An Insider’s Guide to the Thai Hospital

To say that healthcare in Thailand is quite different from what people might be used to may be an understatement. Those coming from the US or other countries will experience a health system that is almost alien, even compared to the rest of Southeast Asia. The language barrier will certainly be a shock to some, but many people will find that the Thai healthcare are some of the bests in the world. Once you arrive, you may be perplexed as to where you should change. What is the status of my coverage? How long is each visit? A hospital stay is never easy, especially in a foreign hospital with a different culture and way of doing things. These guidelines will help you navigate a Thai hospital.

What to take with you?

Make a list of what you need to bring before you leave. Essentials include a toothbrush, toothpaste, and a change of clothing. If you need medical attention right away, you can count on getting it. Patients who must stay in the hospital longer may be given sleeping pills, antacids, or painkillers. There are conveniences like toiletries, combs, or deodorant in some hospitals. When you get there, you’ll get a hospital gown, a bedsheet, a pillow, and a blanket.

Knowing where to find what you need

MED stands for MEDICINE DEPARTMENT (ayurakam), cares for patients treated with medications for acute or chronic illnesses.

OB-GYN stands for OBSTETRICS GYNECOLOGY DEPARTMENT (phanaek sut nariwetchakam), caring for women from reproductive age until menopause.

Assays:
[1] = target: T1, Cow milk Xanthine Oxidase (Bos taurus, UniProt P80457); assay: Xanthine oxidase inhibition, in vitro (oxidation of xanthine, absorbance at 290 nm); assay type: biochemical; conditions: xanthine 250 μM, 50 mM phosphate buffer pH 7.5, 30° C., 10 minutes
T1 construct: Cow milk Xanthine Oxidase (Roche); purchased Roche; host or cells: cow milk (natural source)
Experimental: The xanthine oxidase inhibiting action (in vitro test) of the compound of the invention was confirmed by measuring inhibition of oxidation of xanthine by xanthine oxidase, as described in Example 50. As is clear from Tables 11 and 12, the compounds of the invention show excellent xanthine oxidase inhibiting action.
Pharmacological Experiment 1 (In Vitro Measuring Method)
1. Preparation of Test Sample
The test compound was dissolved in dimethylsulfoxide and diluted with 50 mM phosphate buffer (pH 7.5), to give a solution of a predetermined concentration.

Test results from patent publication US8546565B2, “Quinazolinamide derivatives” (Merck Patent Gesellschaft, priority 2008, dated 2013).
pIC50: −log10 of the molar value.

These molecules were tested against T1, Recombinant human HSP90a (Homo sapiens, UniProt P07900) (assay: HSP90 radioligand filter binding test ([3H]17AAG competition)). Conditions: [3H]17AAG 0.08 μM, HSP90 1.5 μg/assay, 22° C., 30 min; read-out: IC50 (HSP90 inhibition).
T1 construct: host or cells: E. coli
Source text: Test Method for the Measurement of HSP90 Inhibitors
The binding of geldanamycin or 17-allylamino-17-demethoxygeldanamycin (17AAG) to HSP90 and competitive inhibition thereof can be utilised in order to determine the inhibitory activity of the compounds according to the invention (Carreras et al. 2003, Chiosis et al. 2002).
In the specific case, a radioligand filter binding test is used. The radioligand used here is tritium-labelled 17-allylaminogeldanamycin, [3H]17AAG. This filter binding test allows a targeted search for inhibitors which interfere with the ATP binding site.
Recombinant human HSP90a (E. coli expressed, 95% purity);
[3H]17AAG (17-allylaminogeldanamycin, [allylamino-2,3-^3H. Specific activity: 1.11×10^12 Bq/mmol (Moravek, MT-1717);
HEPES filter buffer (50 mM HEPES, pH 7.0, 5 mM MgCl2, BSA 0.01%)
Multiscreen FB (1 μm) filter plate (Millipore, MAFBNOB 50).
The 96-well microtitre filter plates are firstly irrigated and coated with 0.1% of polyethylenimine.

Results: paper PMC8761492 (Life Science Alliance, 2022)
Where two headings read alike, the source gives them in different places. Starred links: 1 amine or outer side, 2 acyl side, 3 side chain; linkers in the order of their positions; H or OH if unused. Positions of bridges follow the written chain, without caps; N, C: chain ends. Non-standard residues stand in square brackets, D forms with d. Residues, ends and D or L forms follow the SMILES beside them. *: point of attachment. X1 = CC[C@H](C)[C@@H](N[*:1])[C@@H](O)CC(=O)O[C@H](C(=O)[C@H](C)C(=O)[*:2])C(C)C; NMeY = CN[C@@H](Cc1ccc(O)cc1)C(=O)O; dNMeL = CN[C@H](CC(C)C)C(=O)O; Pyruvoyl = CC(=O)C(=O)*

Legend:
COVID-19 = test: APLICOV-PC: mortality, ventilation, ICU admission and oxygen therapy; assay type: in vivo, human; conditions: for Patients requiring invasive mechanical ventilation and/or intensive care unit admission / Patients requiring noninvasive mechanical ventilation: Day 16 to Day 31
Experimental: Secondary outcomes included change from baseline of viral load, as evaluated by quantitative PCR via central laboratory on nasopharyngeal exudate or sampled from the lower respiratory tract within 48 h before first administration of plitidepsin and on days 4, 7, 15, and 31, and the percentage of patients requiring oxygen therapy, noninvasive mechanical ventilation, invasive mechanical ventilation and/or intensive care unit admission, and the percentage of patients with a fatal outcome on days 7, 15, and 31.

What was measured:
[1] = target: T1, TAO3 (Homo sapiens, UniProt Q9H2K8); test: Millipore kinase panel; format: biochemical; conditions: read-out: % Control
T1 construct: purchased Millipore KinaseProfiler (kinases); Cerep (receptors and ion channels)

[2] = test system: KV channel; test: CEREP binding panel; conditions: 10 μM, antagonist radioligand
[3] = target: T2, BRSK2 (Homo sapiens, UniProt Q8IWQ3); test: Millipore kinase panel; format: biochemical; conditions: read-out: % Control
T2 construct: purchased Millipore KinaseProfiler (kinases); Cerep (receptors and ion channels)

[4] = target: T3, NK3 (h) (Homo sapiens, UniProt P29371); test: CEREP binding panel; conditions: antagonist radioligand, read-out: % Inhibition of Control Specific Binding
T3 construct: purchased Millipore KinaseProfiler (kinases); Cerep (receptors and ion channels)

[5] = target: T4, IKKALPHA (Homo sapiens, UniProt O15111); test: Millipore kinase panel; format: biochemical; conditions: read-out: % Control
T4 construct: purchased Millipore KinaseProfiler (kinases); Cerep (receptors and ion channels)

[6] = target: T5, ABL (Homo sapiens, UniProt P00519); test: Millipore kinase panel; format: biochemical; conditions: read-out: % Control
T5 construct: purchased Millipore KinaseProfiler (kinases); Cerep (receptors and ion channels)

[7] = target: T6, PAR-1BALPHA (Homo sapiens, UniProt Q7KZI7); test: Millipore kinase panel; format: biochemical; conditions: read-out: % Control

OPD stands for OUTPATIENT DEPARTMENT (phanaek phu puai nok), taking care of patients who come to check for symptoms, receive treatment, and take medication home without hospitalization.

ER stands for EMERGENCY ROOM (phanaek chukchoen lae ubatti het), taking care of emergency patients from various accidents or symptoms of disease that require urgent treatment.

ICU stands for INTENSIVE CARE UNIT (phanaek phu puai wikrit), caring for intensive care patients or patients who require special care 24 hours a day.

IPD stands for INPATIENT DEPARTMENT (phanaek phu puai nai), caring for patients who need to be hospitalized.

Tips for making your stay at the hospital more comfortable

  • Bring a bag with your essentials.
  • This includes your phone, your wallet, and your insurance card (if you have it). If you have children, bring their essential items with you as well.
  • When deciding where to stay, consider your needs and what you feel is most important to you.
  • Always bring: Your I.D., social security card, immunization records, any other required documents


The healthcare system in Thailand may seem daunting to residents of countries like the United States. The language barrier is only one aspect that can be challenging. It is also a time-consuming process to get an appointment with a doctor or to get a prescription filled. This article is designed to help you understand the healthcare system in Thailand and make the most of it when you need it. Whether you are visiting Thailand as a tourist or relocating, these tips will help you feel comfortable and at home in the hospital. With medical care policy from Rabbit Care for expat health in Thailand, you can be prepared to obtain protection in the event that you require treatment at the hospital without experiencing any anxiety.